Thus began the short lived, but greatly feared pirating career, as well as the renaming , of Edward Teach, to Blackbeard the Pirate.
In two short years by means of self-projecting a fearsome reputation, to gain a psychological advantage over any ship’s crew that he came across, Blackbeard took over 40 ships.
Usually, a loosely armed merchant ship would surrender readily after seeing the message that was given when Blackbeard’s flag was hoisted.When the crews did not resist his crews stealing of their cargo, then they were left with ship to sail, and lives to live. Others who put up resistance to his plummeting, plunderers, found themselves on a deserted sand bar, or island, watching their ship burn into the tide.
Said to have been a very tall, large framed man, with a black beard covering nearly all of his face, Blackbeard, who claimed to have been empowered from Satan himself, hung lime-juice soaked canon wicks under his hat before leaping on board a vessel filled with young merchant sailors, and lit them, to give off an even more ominous look.
By November 1717, he had taken an even bigger, 14 gun French slave ship, called the La Concord, quickly increased it’s fire power to 40 guns, and called her the “Queen Anne’s Revenge”. The reputation quickly swelled to “the Pirate armed enough to put a British Man of war under the sea“.
North Carolina was governed at the time by British Lord Governor Charles Eden, who had come over from England in 1714, and assumed the Governorship of the colony.
Not only did the shallow, difficult maneuvering waters of the outer-banks of North Carolina make good hiding places for Pirates and there ships, but, it is said that with a substantial cut in the booty, so did Governor Eden.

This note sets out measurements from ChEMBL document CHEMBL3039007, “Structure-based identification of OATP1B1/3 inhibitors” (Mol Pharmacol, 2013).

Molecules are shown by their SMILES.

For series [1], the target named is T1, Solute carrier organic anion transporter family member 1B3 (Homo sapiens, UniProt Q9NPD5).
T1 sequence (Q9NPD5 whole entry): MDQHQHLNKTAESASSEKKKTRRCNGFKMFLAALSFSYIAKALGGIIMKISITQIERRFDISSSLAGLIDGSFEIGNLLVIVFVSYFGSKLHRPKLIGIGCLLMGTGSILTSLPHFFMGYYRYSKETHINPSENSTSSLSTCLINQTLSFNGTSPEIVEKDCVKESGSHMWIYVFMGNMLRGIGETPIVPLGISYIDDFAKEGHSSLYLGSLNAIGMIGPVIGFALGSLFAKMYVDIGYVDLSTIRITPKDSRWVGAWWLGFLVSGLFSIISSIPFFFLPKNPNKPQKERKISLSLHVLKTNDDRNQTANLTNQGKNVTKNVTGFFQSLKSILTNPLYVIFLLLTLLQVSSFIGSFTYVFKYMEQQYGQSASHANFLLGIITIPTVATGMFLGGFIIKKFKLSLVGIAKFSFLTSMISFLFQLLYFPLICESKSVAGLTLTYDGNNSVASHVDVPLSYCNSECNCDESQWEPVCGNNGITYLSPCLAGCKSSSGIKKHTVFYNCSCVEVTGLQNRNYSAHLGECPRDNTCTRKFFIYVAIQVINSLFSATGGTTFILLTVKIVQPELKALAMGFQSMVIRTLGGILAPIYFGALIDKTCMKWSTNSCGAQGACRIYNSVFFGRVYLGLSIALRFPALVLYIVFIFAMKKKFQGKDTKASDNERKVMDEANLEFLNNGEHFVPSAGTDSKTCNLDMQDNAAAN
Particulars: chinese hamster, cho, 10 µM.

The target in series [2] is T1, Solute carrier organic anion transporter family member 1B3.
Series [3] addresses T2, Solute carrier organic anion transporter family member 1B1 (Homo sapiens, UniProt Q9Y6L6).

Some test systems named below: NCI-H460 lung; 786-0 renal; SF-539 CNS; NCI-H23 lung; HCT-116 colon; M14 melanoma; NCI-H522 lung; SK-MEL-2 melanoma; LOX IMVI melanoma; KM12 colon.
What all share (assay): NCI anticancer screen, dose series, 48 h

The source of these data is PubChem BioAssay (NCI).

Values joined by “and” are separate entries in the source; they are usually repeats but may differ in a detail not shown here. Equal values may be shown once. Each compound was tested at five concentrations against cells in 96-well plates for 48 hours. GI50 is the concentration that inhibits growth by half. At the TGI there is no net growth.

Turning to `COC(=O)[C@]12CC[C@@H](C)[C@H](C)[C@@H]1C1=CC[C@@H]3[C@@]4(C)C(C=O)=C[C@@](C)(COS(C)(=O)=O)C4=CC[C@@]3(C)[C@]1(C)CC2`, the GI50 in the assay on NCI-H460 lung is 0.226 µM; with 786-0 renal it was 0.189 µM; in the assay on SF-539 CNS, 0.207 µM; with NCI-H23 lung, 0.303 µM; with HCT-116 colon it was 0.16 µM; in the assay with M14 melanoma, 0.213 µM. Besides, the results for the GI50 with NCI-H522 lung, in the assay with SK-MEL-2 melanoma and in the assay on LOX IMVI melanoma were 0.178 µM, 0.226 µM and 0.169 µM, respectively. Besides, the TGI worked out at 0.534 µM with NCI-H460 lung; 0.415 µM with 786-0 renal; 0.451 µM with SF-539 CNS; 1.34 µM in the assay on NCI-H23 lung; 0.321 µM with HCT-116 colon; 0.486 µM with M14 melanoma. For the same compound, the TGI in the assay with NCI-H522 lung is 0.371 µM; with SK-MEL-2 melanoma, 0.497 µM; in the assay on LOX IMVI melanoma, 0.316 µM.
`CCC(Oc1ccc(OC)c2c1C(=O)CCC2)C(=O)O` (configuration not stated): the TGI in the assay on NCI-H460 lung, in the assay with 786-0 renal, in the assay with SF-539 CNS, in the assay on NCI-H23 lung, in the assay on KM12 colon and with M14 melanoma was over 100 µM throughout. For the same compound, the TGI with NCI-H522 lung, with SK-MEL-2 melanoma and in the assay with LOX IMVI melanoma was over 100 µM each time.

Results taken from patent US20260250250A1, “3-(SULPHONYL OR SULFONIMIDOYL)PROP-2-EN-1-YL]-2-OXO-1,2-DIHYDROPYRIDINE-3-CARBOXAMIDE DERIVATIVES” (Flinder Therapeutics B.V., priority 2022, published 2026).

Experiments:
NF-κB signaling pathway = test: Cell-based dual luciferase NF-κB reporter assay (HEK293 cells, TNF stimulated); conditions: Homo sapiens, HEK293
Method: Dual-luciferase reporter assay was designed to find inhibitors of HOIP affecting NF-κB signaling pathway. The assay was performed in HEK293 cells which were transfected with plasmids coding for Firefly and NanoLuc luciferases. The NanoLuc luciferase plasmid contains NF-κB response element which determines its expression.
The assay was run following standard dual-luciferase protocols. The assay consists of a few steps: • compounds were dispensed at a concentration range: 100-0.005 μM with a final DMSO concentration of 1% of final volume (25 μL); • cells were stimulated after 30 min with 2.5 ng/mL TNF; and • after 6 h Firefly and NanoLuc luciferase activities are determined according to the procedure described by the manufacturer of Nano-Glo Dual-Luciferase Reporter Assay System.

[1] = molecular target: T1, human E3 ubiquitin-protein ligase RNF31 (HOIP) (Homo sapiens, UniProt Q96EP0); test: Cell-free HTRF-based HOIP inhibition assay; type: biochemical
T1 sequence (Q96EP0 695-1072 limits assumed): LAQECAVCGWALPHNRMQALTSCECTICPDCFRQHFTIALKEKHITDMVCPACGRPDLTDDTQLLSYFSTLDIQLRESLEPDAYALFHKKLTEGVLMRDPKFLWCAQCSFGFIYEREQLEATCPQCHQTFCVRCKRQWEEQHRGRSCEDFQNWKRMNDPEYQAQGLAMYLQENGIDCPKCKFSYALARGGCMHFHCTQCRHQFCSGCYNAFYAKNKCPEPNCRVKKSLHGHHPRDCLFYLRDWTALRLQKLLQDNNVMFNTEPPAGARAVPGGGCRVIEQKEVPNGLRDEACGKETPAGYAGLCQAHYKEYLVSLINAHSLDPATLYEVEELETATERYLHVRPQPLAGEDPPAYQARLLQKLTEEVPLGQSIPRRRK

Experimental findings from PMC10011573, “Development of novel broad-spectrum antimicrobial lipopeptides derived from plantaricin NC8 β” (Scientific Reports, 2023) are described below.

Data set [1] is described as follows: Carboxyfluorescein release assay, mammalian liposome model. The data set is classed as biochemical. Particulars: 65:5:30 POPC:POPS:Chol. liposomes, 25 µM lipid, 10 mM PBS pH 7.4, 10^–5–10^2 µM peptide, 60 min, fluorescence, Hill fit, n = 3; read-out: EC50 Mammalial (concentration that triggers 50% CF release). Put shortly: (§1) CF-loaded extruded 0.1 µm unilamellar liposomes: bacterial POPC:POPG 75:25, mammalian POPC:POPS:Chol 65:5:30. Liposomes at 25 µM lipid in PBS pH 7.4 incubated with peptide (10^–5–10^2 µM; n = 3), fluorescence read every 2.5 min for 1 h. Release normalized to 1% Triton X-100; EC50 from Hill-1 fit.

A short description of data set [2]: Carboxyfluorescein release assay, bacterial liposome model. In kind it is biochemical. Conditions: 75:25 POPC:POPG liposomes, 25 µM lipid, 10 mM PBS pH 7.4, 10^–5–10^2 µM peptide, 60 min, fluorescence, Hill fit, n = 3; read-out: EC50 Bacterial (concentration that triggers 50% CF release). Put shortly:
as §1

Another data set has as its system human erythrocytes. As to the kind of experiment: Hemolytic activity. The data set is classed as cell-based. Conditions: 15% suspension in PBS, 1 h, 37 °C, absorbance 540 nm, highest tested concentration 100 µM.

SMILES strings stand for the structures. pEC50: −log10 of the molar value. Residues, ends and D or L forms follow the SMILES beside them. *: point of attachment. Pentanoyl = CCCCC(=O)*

In fact, though, there are other stories of why Blackbeard decided to go back into piracy, after settling in Bath, and receiving a full pardon from the good Governor; it is said that the Governor and Teach had a secret plan for one more big haul.
During that attempt at one last bit of skulduggery, is where Blackbeard met his watery demise. Some say this was due to Governor Eden double crossing him,to relieve himself of any connection, after learning that a British Naval Ship was on it’s way to track down the Villainous swashbuckler.
Though Blackbeard was armed to the hilt, with swords, knives, and guns, there is no record of him ever killing anyone, prior to his final battle,against Lieutenant Maynard, and his crew of British Navy men.
This battle took place, on November, 22,1718, and Teach is said to have received 20 cuts, or stabbings, and five gunshot wounds before falling to his knees, to be decapitated by Maynard’s sword.
His head was hung on the front of the Virginia ported ship, and later his scull was turned into a drinking bowl, and is now on display in a Massachusetts museum.
And though it is also told that he had 14 different wives, all of whom he was supposed to have been very gentle, and loving toward, there is only one record of him ever being married, and that to a 16 year old girl from Bath, North Carolina, by the name of Mary Ormond.
During his stay in Bath, Blackbeard was said to have been the Gentleman’s Gentleman, and sociably graceful, and poised enough to charm the likes of even the governing officials.
Apparently, he did however, frighten most everyone, due to his reputation, which, seems to have been greatly enhanced by himself to strike fear into those whom he was about to take a ship or cargo from.
No one was ever killed during a raid, and no one ever walked the plank…at least, not at the command of Blackbeard, that was ever documented.
Some say prior to his last attempt to go a pirating, he was angering, or scaring his new found neighbors, by several wild parties that he joined with other jolly roger flying crews in his favorite place to hide his ship, in Ocracoke inlet. A place that is still known today as “Teache’s Hole“